June 2013

Pull Up a Chair

June 28, 2013

Jack and B

Today is the first anniversary of my father-in-law’s death. It’s such a painful memory, but what looms larger are the great memories of Jack when he was with us, our strong sense of his well-being now, and his felt presence in our lives ever since he passed.

My mother-in-law is visiting this week, to be surrounded by loved ones on this anniversary — and to celebrate something happy: our girls’ fifth birthday! It was officially on Wednesday, but we’re throwing a little party tomorrow. It will be simple, but we had to make it a little extra special. I look forward to sharing some details next week. Preparing for it has helped to mitigate the sadness of today. Joy and sorrow…they dance so closely in this life, don’t they?

For our Friday happy-hour chat, I’m offering a local Baltimore brew called Resurrection. My father-in-law loved a good beer — especially with his son — so even though I’m not a beer lover, I’m having one today in Jack’s honor. And if it’s not enough to tempt you, make yourself one of those gorgeous summer sodas Mags posted yesterday — they look so refreshing!

Here’s my high and low this week:

Low: In addition to the sadness today brings, I’ve had a few lows…beginning with some disappointing news about our tax refund. Then I discovered that our air conditioner was no longer working — just in time for my mother-in-law’s visit. What we assumed was a refrigerant issue turned out to be a complete system meltdown, and our entire HVAC system needs to be replaced. For the past two days I’ve had companies coming in to give estimates, which means having to stick close to home — and it’s hot, hot, hot here this week, so I’ve been moving like a slug and feeling grumpy. I can’t even turn on the stove to cook because it’s already like a sauna in here. (Doesn’t look like the homemade cupcakes I was planning to make for my girls’ birthday party are going to happen.) My mother-in-law is literally mopping her brow with a cloth as I write, poor thing. Oh, and I smashed my knee, landed a few itchy mosquito sites, and still haven’t found a proper bathing suit, so I’m wearing a black sports bra in the pool when we go (with some non-matching bottoms, of course). Glamorous.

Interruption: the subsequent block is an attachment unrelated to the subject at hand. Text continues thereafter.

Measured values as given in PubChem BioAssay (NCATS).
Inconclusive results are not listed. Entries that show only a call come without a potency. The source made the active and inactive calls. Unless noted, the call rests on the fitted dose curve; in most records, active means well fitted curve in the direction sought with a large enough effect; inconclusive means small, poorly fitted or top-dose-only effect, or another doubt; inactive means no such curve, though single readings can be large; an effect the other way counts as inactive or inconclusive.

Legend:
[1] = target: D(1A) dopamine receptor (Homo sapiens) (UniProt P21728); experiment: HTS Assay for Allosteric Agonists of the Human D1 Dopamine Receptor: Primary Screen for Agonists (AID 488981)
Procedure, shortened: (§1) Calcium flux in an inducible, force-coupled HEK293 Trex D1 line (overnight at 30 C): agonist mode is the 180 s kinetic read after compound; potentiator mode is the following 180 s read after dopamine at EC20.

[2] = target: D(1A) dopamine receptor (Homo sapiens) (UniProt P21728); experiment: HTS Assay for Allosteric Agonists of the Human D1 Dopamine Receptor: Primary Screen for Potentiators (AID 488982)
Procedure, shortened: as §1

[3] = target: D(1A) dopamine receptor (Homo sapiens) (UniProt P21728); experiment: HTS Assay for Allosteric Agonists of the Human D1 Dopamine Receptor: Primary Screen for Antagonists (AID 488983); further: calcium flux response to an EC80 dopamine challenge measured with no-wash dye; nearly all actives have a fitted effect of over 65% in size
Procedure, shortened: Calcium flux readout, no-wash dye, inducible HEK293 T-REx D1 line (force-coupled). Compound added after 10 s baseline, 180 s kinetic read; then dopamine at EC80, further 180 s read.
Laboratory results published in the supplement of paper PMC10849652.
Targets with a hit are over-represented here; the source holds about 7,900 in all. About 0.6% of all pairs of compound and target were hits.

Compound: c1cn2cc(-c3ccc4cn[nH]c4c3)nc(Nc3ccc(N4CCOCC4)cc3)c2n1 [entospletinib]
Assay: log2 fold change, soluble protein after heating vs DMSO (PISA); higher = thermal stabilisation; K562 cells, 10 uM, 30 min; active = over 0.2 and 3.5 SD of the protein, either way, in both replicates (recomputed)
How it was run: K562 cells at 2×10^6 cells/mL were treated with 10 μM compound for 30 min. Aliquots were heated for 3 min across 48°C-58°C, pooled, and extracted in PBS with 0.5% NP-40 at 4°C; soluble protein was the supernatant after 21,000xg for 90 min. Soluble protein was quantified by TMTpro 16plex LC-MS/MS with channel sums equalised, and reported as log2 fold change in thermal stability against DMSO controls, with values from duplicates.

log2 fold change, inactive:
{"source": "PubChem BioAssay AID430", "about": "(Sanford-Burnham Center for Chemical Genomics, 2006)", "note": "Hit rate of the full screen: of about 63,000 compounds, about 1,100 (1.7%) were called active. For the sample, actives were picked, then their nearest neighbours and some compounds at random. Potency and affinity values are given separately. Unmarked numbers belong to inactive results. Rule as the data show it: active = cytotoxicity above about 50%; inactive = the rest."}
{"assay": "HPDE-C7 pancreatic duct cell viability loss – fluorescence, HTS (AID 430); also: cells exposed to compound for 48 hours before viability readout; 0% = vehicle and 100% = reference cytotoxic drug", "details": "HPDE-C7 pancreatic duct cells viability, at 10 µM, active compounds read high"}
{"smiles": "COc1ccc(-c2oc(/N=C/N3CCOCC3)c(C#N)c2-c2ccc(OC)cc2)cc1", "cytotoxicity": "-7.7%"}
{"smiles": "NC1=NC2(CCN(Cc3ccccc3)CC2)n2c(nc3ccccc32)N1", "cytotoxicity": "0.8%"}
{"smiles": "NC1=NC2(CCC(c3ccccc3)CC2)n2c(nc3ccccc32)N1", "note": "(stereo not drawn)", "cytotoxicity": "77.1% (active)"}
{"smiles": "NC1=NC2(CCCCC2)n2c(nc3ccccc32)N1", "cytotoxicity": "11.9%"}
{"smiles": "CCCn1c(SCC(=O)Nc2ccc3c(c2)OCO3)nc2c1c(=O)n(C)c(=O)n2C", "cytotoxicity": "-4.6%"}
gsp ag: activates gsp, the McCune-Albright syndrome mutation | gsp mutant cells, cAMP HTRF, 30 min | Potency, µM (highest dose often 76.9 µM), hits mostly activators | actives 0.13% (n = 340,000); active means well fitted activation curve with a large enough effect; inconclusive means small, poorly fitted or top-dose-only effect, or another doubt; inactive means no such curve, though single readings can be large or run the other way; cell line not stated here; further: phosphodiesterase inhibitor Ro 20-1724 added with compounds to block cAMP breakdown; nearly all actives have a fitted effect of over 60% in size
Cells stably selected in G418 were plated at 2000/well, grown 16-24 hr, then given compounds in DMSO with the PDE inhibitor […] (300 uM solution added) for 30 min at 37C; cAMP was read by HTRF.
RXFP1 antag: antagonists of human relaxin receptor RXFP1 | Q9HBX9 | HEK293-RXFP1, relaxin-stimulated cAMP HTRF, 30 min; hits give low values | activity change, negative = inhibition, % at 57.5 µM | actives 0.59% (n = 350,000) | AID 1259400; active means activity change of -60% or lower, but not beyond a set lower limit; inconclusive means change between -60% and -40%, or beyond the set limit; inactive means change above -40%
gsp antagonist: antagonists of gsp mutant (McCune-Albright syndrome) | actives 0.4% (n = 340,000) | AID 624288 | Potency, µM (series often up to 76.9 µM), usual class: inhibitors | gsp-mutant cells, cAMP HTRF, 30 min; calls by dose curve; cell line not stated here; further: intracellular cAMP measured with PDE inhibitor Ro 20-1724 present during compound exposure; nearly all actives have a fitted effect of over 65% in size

High: You’ve got to keep it all in perspective, right? My mother-in-law is an easy guest and doesn’t make us feel like losers for hosting her in a sauna for the week, so yay for that. My girls are excited about their first birthday party, which is so sweet. A generous neighbor invited us to her pool earlier this week, and (despite what I was wearing) it helped cool us off for a few hours. B is taking today off, and I don’t know what we’ll do, but I’m hoping some of it will involve being somewhere cool. And I’m now the mother to two adorable and hilarious five-year-olds! How great is that?

Bonus question: Chocolate or vanilla? Salty or sweet? Spicy or mild? Chocolate, every time — even though I’ve fallen in love with the vanilla bean and its magic over the years. I consistently reach for salty-crunchy stuff over sweet things — and no question, bring on the spice!

Okay, grab a Resurrection and tell me about your week, then have yourself a slow and cool summer weekend. See you back here on Monday!

Image: Zoe Saint-Paul


Homemade Summer Sodas

June 27, 2013

by Margaret Cabaniss

Homemade Sodas

I have a very un-foodie-like fondness for soda. I’m not sure how it happened, because my parents didn’t keep it in the house when I was a kid — the one exception being on summer vacation, when the stuff flowed pretty freely. To this day, root beer still tastes like summer in a can to me…

I know, it’s all sugar and poison that will rot my teeth and kill me dead. But it’ll be such a sweet, sweet death.

Most commercial sodas are cloyingly sweet, though, with pretty much no discernible natural flavors whatsoever — but summertime demands soda drinking, so in an attempt to regain some of my slow-food cred, I’ve taken to making my own.

Homemade Sodas

Fortunately, homemade soda is dead easy to make: It’s nothing more than a mix of a simple syrup — made with whatever fruits, herbs, and secret ingredients you like — and sparkling water. You get to control the sweetness (an obvious perk) and play alchemist a bit, experimenting to make flavors you’d never find on the store shelf.

Homemade Sodas

I’ve been having even more fun with them ever since I got my very own Sodastream. A home carbonator sounds like just the kind of unitasking kitchen gadget I’d normally rail against, but I’m totally in love with mine; I feel so darn fancy drinking my own sparkling water, at a fraction of the cost of buying it in the store, and with none of the glass or plastic waste. (Best Christmas gift ever.)

Homemade Sodas Using a Sodastream

You don’t need a Sodastream to make these recipes, of course — store-bought sparkling water will work just fine — but it sure is handy. Here are a few flavors I’ve been experimenting with lately:

Homemade Sodas: Ginger Ale